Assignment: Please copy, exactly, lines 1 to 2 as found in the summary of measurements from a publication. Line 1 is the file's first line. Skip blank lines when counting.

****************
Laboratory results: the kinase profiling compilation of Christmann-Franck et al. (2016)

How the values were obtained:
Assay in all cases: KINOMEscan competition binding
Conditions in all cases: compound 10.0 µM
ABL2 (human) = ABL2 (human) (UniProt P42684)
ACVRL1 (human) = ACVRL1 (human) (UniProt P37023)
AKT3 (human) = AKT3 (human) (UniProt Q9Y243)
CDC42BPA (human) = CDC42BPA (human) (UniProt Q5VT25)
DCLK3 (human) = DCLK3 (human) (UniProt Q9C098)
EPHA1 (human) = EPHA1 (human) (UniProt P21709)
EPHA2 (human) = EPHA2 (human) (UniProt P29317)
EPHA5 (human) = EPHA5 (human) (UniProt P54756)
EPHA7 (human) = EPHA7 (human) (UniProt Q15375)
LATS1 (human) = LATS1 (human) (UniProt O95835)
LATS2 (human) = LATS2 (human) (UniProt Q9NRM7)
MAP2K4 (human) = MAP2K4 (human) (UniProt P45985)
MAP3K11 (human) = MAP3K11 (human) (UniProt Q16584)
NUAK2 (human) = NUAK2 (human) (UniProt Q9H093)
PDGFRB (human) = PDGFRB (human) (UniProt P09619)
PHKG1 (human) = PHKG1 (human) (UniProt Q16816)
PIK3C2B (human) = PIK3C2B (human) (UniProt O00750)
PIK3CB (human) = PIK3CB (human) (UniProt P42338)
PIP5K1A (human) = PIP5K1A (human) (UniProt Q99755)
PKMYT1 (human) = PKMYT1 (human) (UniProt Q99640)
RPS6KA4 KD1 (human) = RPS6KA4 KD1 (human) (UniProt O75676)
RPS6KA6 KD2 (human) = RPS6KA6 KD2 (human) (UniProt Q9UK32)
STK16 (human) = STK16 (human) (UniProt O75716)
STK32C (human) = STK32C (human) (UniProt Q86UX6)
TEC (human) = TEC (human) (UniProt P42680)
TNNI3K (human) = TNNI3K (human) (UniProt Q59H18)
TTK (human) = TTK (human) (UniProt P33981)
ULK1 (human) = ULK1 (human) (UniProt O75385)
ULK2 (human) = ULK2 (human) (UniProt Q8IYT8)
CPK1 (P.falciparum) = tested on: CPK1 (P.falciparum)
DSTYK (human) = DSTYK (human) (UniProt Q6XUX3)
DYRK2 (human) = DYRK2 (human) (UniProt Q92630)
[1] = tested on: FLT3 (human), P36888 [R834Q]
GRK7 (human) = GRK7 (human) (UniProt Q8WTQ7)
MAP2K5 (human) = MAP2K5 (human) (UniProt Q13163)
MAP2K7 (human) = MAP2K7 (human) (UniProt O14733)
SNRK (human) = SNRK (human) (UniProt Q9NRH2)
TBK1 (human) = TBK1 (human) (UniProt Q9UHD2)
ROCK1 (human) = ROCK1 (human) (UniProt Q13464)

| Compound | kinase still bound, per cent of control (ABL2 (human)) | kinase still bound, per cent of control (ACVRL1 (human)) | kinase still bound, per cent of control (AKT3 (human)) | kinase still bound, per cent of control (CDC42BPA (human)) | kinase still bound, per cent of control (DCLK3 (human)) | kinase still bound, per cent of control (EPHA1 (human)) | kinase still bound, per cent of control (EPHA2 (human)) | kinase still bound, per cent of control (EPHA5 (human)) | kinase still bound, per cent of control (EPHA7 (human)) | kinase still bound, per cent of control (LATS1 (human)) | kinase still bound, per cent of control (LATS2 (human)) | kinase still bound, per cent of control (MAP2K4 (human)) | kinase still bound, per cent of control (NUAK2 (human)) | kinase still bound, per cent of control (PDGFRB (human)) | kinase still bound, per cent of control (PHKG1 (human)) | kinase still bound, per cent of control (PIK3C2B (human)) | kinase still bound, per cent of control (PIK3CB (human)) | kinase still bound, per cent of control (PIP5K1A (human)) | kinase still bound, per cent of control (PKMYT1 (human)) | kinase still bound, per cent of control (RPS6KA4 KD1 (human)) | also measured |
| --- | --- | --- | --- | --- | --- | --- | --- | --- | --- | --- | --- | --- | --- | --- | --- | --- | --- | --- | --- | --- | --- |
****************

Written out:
Laboratory results: the kinase profiling compilation of Christmann-Franck et al. (2016)

How the values were obtained: